For instance, the World Bank is essentially an American instrument, and the United States is a food-surplus nation threatened with loss of foreign markets for farm products as modernization of European agriculture proceeds. For the World Bank to finance such institutional reforms in developing nations as would lead them toward self-sufficiency on food account would run counter to American interests. U.S. farm surpluses would become unmanageable as the overseas market for U.S. farm products dwindled. Hence, the World Bank prefers perpetuation of world poverty to the development of adequate overseas capacity to feed the peoples of developing countries.

There is a yet more subtle point to be considered. Mineral resources represent diminishing assets. It is in the interest of developing peoples to conserve such assets for their own ultimate use in manufacturing industries, as these develop within the borders of nations rich in raw materials but backward in general development. In the short run such domestic use of mineral resources is not possible because of inadequate industrial capital and consumer markets place. The specter is thus raised that in the long run these countries will find themselves depleted of resources as World Bank programs accelerate the exploitation of their mineral deposits for use by other nations.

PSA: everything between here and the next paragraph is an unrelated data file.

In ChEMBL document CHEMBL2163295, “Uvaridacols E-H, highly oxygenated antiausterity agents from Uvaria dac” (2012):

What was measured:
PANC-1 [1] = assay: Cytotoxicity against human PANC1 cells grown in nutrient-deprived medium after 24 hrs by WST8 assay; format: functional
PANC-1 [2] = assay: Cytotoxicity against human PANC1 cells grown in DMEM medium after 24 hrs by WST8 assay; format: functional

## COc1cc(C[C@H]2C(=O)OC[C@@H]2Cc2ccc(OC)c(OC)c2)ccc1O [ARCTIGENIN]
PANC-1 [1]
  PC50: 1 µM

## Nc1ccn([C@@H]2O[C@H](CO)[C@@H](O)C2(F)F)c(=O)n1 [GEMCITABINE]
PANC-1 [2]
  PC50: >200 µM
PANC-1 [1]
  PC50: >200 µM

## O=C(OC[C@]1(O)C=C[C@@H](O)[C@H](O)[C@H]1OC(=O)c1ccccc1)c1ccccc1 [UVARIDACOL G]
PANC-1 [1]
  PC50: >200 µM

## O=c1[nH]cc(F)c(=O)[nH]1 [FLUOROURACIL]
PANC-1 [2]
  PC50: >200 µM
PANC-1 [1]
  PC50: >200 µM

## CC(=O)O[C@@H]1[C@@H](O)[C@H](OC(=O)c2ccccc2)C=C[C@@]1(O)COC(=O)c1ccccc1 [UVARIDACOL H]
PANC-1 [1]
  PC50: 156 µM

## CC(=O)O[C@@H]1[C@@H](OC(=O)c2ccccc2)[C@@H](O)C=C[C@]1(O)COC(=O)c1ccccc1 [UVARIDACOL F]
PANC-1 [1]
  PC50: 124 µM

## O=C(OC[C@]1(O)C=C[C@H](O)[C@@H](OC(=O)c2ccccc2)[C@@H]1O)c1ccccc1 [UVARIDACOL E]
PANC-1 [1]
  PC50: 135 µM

The long-term prospect is thus for these countries to be unable to earn foreign exchange on export account sufficient to finance their required food imports. The World Bank has foreseen this. Its proposals for population limitation in these countries is a cold-blooded attempt to extort from them their mineral resources, without assuming responsibility for the sustenance of these peoples once the industrialized West has stripped them of their fuel and mineral deposits.